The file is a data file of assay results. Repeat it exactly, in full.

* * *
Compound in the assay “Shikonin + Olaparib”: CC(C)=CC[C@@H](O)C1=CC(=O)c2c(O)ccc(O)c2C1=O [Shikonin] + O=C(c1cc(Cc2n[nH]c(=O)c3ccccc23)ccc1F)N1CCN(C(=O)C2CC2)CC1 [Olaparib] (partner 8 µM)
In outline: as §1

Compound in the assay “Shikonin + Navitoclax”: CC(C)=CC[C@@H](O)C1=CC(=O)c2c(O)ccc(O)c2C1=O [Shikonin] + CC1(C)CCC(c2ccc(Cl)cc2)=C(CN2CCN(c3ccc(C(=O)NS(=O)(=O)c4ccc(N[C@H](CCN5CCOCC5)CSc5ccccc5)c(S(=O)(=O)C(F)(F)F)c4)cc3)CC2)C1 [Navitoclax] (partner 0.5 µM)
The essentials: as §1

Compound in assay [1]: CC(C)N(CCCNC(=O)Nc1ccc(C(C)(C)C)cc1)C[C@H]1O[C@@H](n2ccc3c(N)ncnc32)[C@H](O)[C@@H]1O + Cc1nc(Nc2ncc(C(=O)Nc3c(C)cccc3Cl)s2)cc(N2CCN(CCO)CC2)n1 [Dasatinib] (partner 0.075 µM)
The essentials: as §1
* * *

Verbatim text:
Compound in the assay “Shikonin + Olaparib”: CC(C)=CC[C@@H](O)C1=CC(=O)c2c(O)ccc(O)c2C1=O [Shikonin] + O=C(c1cc(Cc2n[nH]c(=O)c3ccccc23)ccc1F)N1CCN(C(=O)C2CC2)CC1 [Olaparib] (partner 8 µM)
In outline: as §1

Compound in the assay “Shikonin + Navitoclax”: CC(C)=CC[C@@H](O)C1=CC(=O)c2c(O)ccc(O)c2C1=O [Shikonin] + CC1(C)CCC(c2ccc(Cl)cc2)=C(CN2CCN(c3ccc(C(=O)NS(=O)(=O)c4ccc(N[C@H](CCN5CCOCC5)CSc5ccccc5)c(S(=O)(=O)C(F)(F)F)c4)cc3)CC2)C1 [Navitoclax] (partner 0.5 µM)
The essentials: as §1

Compound in assay [1]: CC(C)N(CCCNC(=O)Nc1ccc(C(C)(C)C)cc1)C[C@H]1O[C@@H](n2ccc3c(N)ncnc32)[C@H](O)[C@@H]1O + Cc1nc(Nc2ncc(C(=O)Nc3c(C)cccc3Cl)s2)cc(N2CCN(CCO)CC2)n1 [Dasatinib] (partner 0.075 µM)
The essentials: as §1